Let $X,Y$ be infinite-dimensional Banach spaces and $T:X \rightarrow Y$ be a bounded linear operator. Let $M$ be an infinite-dimensional subspace of $X$ ($M$ is not necessarily closed). Let $N$ be an infinite-dimensional closed subspace of $\overline{M}$. My question is the following:

Question. Is there an infinite-dimensional closed subspace $W$ of $M$ such that $\|T|_{W}\|\leq \|T|_{N}\|$?

  • $\begingroup$ Do you mean "is there ALWAYS..."? $\endgroup$ – erz Mar 11 '18 at 8:33
  • $\begingroup$ Yes. I mean that there is ... $\endgroup$ – Dongyang Chen Mar 11 '18 at 8:34

In general, no. Let $T:X\to Y$ be a bounded linear operator between infinite dimensional Banach spaces, as assumed in the question. Assume further $N:=\ker T$ is a separable subspace of both infinite dimension and infinite co-dimension. Then, there is an infinite dimensional dense subspace $M\subset X$ of $N$ such that $M\cap N=(0)$ and $N\subset \overline{M} $. In this situation, of course, any non-null subspace $W\subset M$ verifies $\|T_{|W}\| >0=\|T_{|N}\|$.

Details. Finding the subspace $M$ requires a little argument. By the assumptions on $N$: There is a sequence $\{u_k\}_k$ such that $\overline{\operatorname{span}}\{u_k\}_k=N$. There is an infinite dimensional subspace $N'$ such that $N'\cap N=(0)$. There is a bounded linearly independent double sequence $\{v_{j,k}\}_{j,k}\subset N'$. Then $\{u_k+2^{-j}v_{j,k}\}_{j,k}$ is a linearly independent family that generates a linear subspace $M$ such that $N\subset \overline{M}$ and $N\cap M=(0)$, as wanted.

  • $\begingroup$ Thanks, Pietro. But I do not understand why $N\cap M=\{0\}$. $\endgroup$ – Dongyang Chen Mar 11 '18 at 13:47
  • $\begingroup$ If $u\in N\cap M$ then $u= \sum_{i,j}c_{i,j} (u_k+2^{-j}v_{i,j})$ apply $T$ and get $0=T\big( \sum_{i,j} 2^{-j}c_{i,j} v_{i,j}\big)$ that is $\sum_{i,j} 2^{-j}c_{i,j} v_{i,j}\in N'\cap N=(0)$ whence $ c_{i,j}=0$ for all $i,j$ and $u=0$ . $\endgroup$ – Pietro Majer Mar 11 '18 at 21:22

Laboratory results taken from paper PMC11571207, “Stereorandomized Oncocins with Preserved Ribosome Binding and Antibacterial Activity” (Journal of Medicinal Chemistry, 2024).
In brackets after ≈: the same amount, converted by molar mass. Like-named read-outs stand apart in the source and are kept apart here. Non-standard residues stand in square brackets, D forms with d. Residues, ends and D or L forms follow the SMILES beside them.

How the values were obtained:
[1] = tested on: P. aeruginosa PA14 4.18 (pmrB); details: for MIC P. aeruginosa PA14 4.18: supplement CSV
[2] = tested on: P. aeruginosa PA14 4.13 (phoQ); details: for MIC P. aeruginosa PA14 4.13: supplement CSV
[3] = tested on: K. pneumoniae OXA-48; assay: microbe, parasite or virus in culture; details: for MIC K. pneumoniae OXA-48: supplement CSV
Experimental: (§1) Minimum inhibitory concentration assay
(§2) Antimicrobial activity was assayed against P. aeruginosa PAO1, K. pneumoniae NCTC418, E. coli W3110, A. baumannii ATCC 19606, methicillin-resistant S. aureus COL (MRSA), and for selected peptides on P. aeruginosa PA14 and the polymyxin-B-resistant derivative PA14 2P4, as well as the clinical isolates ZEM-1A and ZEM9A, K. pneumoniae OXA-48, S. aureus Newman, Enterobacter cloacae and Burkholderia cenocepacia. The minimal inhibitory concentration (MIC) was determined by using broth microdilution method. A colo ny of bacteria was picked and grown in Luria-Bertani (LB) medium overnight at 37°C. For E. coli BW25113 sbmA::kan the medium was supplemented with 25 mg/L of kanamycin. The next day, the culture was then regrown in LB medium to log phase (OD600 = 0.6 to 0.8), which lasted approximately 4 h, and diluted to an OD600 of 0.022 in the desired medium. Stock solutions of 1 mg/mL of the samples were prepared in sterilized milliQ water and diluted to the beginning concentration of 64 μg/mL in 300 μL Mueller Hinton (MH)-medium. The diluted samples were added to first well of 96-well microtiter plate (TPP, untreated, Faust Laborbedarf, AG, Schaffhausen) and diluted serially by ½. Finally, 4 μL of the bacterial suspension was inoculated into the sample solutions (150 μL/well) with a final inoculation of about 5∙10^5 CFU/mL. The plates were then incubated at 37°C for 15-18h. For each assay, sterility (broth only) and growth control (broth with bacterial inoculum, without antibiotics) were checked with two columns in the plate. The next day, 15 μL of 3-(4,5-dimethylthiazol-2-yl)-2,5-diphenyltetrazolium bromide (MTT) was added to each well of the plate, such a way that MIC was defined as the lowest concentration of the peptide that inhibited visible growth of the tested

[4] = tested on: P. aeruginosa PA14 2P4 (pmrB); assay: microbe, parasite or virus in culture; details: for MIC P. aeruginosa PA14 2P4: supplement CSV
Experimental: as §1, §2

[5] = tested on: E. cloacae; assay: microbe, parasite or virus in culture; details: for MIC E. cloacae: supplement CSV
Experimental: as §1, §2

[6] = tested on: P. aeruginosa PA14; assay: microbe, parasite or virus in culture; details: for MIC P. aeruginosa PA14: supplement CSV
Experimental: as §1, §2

When $N=\overline{M}$ clearly we have $$||T_{N}||=||T|_{\overline{M}}||\geqslant||T_{M}||\geqslant ||T|_W||$$ for any closed subspace $W\subseteq M$. Also analogue when $\overline{M}=M$.

When $N\subset \overline{M}$ is a proper subspace then since $N=\overline{N}$ (closed) then it must be the case $N\subseteq M$ since $\overline{M}$ is the smallest closed set containing $M$. Let $W\subseteq M$ be some closed subspace. If $N\cap W=\emptyset$ then either case is possible $||T_N||\geqslant ||T_W||$ or $||T_W||\geqslant ||T_N||$. If $N\cap W\neq\emptyset$ then $N\cap W\subseteq M$ is closed subspace (both $N$ and $W$ are closed subspaces). Then $$||T_{N\cap W}||\leqslant\min\{||T_N||,||T_W||\}\leqslant ||T_N||$$ So $N\cap W$ fullfills the condition whenever it is nonempty and infinite dimensional.

  • $\begingroup$ (Actually, "whenever it is infinite dimensional" as per the OP ) $\endgroup$ – Pietro Majer Mar 11 '18 at 21:32
  • $\begingroup$ correct. thanks for pointing it out. added it. $\endgroup$ – Arian Mar 11 '18 at 22:46

Your Answer

By clicking “Post Your Answer”, you agree to our terms of service, privacy policy and cookie policy

Not the answer you're looking for? Browse other questions tagged or ask your own question.